Oakes, who studies the origins and early development of mental abilities in infancy, was elected by members in the society, which comprises more than 800 infant development scholars.
After two years as president-elect, she will begin a two-year term as president in June 2018.
Oakes has been active in the organization since her days as a graduate student. A member-at-large to its governing board since 2014, she oversaw the program for a May 26-28 ICIS annual meeting in New Orleans, where her selection as president-elect was announced before about 1,200 scholars from around the world.
Oakes said the 40-year-old society is growing and changing — focusing on promoting good science through its journal, Infancy, and using the internet and social media to share research findings with the public.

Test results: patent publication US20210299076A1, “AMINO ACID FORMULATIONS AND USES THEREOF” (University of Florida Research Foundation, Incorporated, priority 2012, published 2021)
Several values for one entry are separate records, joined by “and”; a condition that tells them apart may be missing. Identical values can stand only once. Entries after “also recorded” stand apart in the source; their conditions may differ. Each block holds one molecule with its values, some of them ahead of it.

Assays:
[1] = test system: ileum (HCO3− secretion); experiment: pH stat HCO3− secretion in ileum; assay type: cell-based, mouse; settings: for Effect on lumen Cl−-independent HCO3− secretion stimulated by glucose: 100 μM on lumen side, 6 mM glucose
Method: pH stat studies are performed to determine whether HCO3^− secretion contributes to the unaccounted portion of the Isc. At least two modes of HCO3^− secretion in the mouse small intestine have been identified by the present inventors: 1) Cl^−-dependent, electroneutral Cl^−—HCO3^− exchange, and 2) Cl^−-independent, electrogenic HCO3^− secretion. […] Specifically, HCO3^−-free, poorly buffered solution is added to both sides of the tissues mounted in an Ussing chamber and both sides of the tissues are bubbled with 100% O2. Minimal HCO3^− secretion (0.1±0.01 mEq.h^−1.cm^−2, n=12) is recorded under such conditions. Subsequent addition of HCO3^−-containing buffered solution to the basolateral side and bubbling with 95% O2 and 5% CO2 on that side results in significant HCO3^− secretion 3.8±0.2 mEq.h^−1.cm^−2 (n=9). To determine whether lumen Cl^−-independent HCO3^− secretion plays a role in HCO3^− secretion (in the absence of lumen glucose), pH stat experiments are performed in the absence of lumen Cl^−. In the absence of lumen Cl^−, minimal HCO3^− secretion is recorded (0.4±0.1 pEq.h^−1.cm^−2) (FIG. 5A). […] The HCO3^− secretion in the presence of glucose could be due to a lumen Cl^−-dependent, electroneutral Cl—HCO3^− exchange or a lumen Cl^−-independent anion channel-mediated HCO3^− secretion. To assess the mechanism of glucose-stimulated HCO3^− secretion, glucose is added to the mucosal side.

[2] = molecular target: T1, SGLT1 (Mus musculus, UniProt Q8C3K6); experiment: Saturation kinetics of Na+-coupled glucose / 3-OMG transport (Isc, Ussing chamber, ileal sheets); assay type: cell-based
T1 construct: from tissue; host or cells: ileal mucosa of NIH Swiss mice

“This is something I care deeply about,” said Oakes, whose research has been funded by the National Science Foundation and National Institutes of Health for 20 years. “I have a strong desire to disseminate the results of science about infant development to the broader community.”
— Kathleen Holder, content strategist in the UC Davis College of Letters and Science